And if you have a TV, sometimes an easy-to-use remote control may come in handy. Take a look at our post about easy-to-use remote control for seniors “Do Seniors Need a Special TV Remote Control?”.


My father was also reading a lot of spiritual books. One author that is internationally famous and that he was reading a lot, was Eckhart Tolle. One good book I recommend from this author is the Power of Now.

Check the book “The Power of Now” on Amazon.

Brain Games

Brain games, such as Crosswords, Sudoku and others, are an excellent way to pass the time while still exercizing your mind. We have a post featuring many free resources for brain games online “Free Printable Crosswords and More Brain Games to Boost Memory for Seniors” you can check out, if you are interested.

Essential Items for Setting Up your Bathroom for Hospice and Palliative Care

Once you set up the bedroom for a hospice, the next step is to fix the bathroom.

The idea is to make your loved one feeling as independent as possible so he can feel he still has some control of the situation. Otherwise, not only it will be harder on you – or on any other caregiver – but will also lead to irritability and/or depression from your loved one.

In our post “25 Best Bathroom Gadgets for Seniors” we cover many different gadgets we can get to make the bathroom an easy target for terminally ill patients. In this post, I mention the most important items.

1. Toilet Safety Rail

Needing assistance to go to the bathroom is one of the most degrading things that can happen to a person. Therefore, a toilet assistant is also essential.

My father tried as much as he could to have his independence to go to the bathroom alone. And we tried everything we could to let him being independent until his last days.

Terminally ill seniors with limited mobility may need handles to both sit on the toilet and to get out from it. Getting a Toilet Safety Rail that is completely adjustable and rotate back to allow a wide range of comfortable and secure positions will make your life (and your loved one’s) way easier.

Check this example of an excellent Toilet Safety Rail on Amazon.

2. Bathtub Shower Lift Chair

Terminally ill seniors with limited mobility may also need to sit during a shower. It doesn’t really matter if it is a real need or rather convenient. Seating during the shower will surely make them more comfortable.

Check this example of a Bathtub Shower Lift Chair on Amazon.

3. Anti-slip Shower Mat

Along with the bathtub shower lift chair, to stay even safer in the bathtub or shower an anti-slip shower mat is a good option. It gives you an excellent grip surface based on hundred of suction cups. Suction cups stick easily and the mat doesn’t move. I also really like that there are holes to make sure water doesn’t get caught underneath.

Check this example of an Anti-slip Shower Mat on Amazon.

4. Bath & Shower Handle

Aside with the anti-slip shower mat, a handle is essential to keep a senior with limited mobility safe from falling while wet. There are many handles with suction cups, that are very easy to install, not making a permanent hole on the wall, and still very reliable.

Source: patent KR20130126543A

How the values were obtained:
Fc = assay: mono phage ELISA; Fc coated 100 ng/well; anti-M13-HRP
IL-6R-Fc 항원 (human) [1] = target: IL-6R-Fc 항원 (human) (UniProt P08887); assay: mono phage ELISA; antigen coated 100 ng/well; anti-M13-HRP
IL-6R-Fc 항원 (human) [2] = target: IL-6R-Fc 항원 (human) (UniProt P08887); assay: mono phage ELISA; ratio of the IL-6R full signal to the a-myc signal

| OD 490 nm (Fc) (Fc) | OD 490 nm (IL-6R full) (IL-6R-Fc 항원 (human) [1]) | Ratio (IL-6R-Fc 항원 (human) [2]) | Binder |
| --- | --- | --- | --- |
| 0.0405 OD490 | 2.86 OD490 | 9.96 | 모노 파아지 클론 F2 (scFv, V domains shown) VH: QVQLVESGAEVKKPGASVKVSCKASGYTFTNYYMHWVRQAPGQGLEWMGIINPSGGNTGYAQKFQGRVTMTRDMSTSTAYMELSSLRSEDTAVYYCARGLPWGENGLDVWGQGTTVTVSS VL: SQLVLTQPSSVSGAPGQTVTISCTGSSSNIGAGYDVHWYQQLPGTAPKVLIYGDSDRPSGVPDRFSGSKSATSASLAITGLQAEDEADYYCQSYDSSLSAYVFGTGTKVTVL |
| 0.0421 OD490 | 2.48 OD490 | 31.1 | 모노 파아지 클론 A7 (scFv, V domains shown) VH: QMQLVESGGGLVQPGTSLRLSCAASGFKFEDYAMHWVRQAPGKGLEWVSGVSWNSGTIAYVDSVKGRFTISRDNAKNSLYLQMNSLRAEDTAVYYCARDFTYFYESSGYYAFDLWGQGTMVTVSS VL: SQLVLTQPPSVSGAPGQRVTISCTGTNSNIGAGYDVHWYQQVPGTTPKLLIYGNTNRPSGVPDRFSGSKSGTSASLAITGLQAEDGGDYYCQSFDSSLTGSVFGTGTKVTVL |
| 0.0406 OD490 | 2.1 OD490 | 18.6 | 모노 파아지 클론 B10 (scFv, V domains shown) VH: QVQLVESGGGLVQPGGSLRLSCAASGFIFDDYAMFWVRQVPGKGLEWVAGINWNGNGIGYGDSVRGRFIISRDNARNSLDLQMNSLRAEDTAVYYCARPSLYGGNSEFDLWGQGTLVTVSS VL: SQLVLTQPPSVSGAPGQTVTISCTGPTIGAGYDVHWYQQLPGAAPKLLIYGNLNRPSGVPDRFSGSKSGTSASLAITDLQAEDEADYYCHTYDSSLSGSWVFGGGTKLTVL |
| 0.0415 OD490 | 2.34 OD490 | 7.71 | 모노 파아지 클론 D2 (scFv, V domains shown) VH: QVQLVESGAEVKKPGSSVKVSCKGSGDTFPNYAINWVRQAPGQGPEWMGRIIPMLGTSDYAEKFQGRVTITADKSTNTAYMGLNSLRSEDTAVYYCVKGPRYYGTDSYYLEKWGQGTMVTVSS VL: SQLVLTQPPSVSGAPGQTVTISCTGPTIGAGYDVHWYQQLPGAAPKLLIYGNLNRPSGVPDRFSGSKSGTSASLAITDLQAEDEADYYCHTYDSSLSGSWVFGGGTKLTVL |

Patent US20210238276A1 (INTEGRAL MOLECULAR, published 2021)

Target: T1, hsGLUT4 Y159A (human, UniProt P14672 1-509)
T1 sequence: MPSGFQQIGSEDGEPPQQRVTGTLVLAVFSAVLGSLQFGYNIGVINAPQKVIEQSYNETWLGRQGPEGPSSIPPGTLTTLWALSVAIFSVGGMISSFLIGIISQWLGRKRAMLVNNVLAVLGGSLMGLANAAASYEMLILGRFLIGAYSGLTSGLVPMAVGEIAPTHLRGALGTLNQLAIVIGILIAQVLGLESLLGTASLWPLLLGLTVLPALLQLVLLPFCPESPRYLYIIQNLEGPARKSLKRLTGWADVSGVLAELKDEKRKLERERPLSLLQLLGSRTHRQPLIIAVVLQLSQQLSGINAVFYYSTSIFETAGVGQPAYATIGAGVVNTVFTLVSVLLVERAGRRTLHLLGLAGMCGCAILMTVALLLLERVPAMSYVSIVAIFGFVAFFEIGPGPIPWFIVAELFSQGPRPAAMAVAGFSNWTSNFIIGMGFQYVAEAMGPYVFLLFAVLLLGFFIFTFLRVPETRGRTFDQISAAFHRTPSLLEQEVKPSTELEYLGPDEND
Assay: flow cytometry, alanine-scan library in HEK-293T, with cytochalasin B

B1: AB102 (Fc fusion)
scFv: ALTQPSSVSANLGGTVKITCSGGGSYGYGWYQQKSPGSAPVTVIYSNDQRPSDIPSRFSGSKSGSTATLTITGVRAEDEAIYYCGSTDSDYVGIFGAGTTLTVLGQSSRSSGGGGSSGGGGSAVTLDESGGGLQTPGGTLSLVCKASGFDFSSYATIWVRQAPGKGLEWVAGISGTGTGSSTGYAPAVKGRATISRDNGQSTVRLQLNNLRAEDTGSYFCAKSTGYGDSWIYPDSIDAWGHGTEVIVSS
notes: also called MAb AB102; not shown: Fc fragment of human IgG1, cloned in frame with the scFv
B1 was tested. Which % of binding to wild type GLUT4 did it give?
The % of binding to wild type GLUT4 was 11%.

Check this example of an Bath & Shower Handle on Amazon.

Other items that may be essential

Mobility devices

While bedrooms and bathrooms are probably the places your loved one will be really using. It’s also important to think about mobility.

In my dad’s case, because we had easy access the to a family engineering firm firm, it was not so difficult (nor so expensive) to actually build an elevator inside the bedroom for my father to use in his last weeks (although we all knew it was a matter of weeks, nobody really wanted to believe that the end was this close). But I know we were very privileged to have the opportunity of getting an elevator done in such a short period and actually, to have the elevator done in the first place!

But I am pretty aware an elevator is a pretty unrealistic thing to get!

So the other essential items I would mention would be some mobility devices and standing aids to help your loved one to sit down and get up when he pleases.

It will all depend on your loved one’s mobility limitations. There are a wide range of mobility devices for all kinds of needs.

If your loved one is not too weak to walk, a simple walker will do.

Check this best seller example of walker on Amazon.

Otherwise, it’s good to get a wheelchair.

Check this best seller example of a wheelchair on Amazon.

As for standing aids, we have a whole post that covers many different kinds of stand aids named “Standing Aids for Living Room, Bedroom, Bathroom, Car and More”, so you can take a look if you need one.

The Bottom Line

I feel like I could spend days writing this post adding all the little things we ended up getting to my dad (and that are still “hunting” my childhood home, stored somewhere, long after he is gone, and bringing back some of the worst memories of my life). But I tried to make sure of giving you a reasonable list of just the extremely essential items you will need, keeping in mind that your loved one is terminally ill, and getting weaker each day.

Of course, everyone’s needs are different. Of course I wrote this post based on my own experiences and on my father’s specific needs. And of course these items I listed will not be needed by everyone. But one thing I know for sure, when in doubt, go with these items. All, and each of them, have made my dad’s final days (and our lives) a little bit easier. If I could go back in time, I would have give him much more.

* After reading this post, we would appreciate you sharing your experience with us. You can also subscribe to our newsletter to receive more content from us. We really hope you enjoy!

You May Also Like


  1. Thank you very much for this. My mom will be going home from the hospital in a few days and is very weak. My parents home is older, so the hallway to their room may be a challenge to bring in a Hoyer lift. When she was taken by paramedics to the hospital, they had to carry her by a sheet down the hall to place her in a gurney. We’re talking about moving her into the dining area of the living/dining room. I worked for a man who was on hospice and it always baffled me that he was moved into the living room, but there was no privacy. Now that I am in this situation, my plan is to hang a curtain rod from the ceiling to separate her sleeping area from the rest of the living room. This will allow us to darken her sleeping area if she needs it. Also, when she is being bathed, I’m hoping it will prevent drafts and help her to keep her modesty.

Leave a Comment